Chinese authorities say 16 people, including two policemen, have been killed in a clash in China's far western region of Xinjiang, home to the mostly Muslim Uighur ethnic minority.
The local government released a statement on its official Internet site saying police were attacked on Sunday by several people armed with explosives and knives as they were on their way to arrest criminal suspects near the town of Kashgar, in Xinjiang province.
“Police responded decisively,” the government said in a brief statement, adding that two people had also been detained and that an investigation had been launched. Two suspects have been detained.
In a separate incident last month, at least nine civilians and two policemen were killed when a group of people armed with axes and knives attacked a police station near Kashgar, state media reported.
China has stepped up security in Xinjiang after a vehicle ploughed into tourists on the edge of Beijing's Tiananmen Square in October, killing the three people in the car and two bystanders.
China called the crash an attack carried out by Islamist militants from Xinjiang plotting holy war, and has reacted angrily to suggestions that it was because of frustration and anger over government repression of the region's Muslims.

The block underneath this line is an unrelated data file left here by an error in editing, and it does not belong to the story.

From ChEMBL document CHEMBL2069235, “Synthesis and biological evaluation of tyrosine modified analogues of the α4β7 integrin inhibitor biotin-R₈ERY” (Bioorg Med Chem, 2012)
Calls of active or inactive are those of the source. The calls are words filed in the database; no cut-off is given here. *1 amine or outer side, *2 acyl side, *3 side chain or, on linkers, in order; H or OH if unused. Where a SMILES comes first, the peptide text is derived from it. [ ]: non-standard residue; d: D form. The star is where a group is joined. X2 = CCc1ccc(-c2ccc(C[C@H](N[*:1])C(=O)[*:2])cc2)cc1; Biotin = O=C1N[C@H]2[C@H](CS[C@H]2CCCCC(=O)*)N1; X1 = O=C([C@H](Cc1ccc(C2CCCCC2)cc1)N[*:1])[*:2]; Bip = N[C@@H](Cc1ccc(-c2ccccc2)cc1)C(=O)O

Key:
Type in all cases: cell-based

Many of Xinjiang's Turkic-speaking, Muslim people chafe at restrictions on their culture, language and religion, although the government insists it grants them broad freedoms.
Xinjiang has been the scene of numerous incidents of unrest in recent years, which Beijing often blames on the separatist East Turkestan Islamic Movement, even though many experts and rights groups cast doubt on its existence as a cohesive group.
Many rights groups say China has long overplayed the threat posed to justify its tough controls in energy-rich Xinjiang, which lies strategically on the borders of Central Asia, India and Pakistan.
Some information in this report was contributed by Reuters.